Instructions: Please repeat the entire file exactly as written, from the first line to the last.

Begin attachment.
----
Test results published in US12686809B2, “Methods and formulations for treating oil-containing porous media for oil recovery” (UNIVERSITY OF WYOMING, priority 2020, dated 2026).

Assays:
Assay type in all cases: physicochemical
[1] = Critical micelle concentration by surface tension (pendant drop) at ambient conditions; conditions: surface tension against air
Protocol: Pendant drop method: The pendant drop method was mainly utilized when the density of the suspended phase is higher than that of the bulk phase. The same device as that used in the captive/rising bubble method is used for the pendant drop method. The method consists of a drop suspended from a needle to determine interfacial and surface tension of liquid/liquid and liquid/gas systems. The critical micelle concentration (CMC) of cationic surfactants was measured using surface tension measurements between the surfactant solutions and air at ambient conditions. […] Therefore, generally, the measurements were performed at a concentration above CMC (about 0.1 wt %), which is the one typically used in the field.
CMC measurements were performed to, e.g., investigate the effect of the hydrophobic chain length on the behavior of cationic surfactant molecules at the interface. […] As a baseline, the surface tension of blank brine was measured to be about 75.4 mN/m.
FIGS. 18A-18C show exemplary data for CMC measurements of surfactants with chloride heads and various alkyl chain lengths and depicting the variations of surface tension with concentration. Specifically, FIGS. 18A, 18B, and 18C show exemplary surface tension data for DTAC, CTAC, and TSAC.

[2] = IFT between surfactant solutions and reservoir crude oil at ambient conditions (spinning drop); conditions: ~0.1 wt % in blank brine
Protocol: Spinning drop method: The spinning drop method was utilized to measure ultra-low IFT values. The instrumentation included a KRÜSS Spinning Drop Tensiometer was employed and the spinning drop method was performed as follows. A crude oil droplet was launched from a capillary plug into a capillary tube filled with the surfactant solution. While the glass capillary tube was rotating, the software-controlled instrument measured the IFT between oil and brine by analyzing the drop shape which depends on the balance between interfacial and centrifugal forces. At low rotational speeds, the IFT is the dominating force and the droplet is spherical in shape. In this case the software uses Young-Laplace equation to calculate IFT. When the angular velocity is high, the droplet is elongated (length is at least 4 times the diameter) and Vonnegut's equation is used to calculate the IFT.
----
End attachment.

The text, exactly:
Test results published in US12686809B2, “Methods and formulations for treating oil-containing porous media for oil recovery” (UNIVERSITY OF WYOMING, priority 2020, dated 2026).

Assays:
Assay type in all cases: physicochemical
[1] = Critical micelle concentration by surface tension (pendant drop) at ambient conditions; conditions: surface tension against air
Protocol: Pendant drop method: The pendant drop method was mainly utilized when the density of the suspended phase is higher than that of the bulk phase. The same device as that used in the captive/rising bubble method is used for the pendant drop method. The method consists of a drop suspended from a needle to determine interfacial and surface tension of liquid/liquid and liquid/gas systems. The critical micelle concentration (CMC) of cationic surfactants was measured using surface tension measurements between the surfactant solutions and air at ambient conditions. […] Therefore, generally, the measurements were performed at a concentration above CMC (about 0.1 wt %), which is the one typically used in the field.
CMC measurements were performed to, e.g., investigate the effect of the hydrophobic chain length on the behavior of cationic surfactant molecules at the interface. […] As a baseline, the surface tension of blank brine was measured to be about 75.4 mN/m.
FIGS. 18A-18C show exemplary data for CMC measurements of surfactants with chloride heads and various alkyl chain lengths and depicting the variations of surface tension with concentration. Specifically, FIGS. 18A, 18B, and 18C show exemplary surface tension data for DTAC, CTAC, and TSAC.

[2] = IFT between surfactant solutions and reservoir crude oil at ambient conditions (spinning drop); conditions: ~0.1 wt % in blank brine
Protocol: Spinning drop method: The spinning drop method was utilized to measure ultra-low IFT values. The instrumentation included a KRÜSS Spinning Drop Tensiometer was employed and the spinning drop method was performed as follows. A crude oil droplet was launched from a capillary plug into a capillary tube filled with the surfactant solution. While the glass capillary tube was rotating, the software-controlled instrument measured the IFT between oil and brine by analyzing the drop shape which depends on the balance between interfacial and centrifugal forces. At low rotational speeds, the IFT is the dominating force and the droplet is spherical in shape. In this case the software uses Young-Laplace equation to calculate IFT. When the angular velocity is high, the droplet is elongated (length is at least 4 times the diameter) and Vonnegut's equation is used to calculate the IFT.